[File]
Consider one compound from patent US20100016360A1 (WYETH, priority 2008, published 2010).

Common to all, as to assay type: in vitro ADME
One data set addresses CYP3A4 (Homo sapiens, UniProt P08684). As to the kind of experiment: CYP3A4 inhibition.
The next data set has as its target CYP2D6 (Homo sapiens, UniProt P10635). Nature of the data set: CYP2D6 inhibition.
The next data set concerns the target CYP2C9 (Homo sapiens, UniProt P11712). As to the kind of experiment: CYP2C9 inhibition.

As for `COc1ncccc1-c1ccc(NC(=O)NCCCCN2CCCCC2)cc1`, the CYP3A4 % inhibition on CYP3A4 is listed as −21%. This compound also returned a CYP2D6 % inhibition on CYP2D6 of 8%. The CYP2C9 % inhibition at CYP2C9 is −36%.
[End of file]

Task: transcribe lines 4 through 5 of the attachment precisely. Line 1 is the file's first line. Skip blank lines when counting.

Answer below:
The next data set has as its target CYP2D6 (Homo sapiens, UniProt P10635). Nature of the data set: CYP2D6 inhibition.
The next data set concerns the target CYP2C9 (Homo sapiens, UniProt P11712). As to the kind of experiment: CYP2C9 inhibition.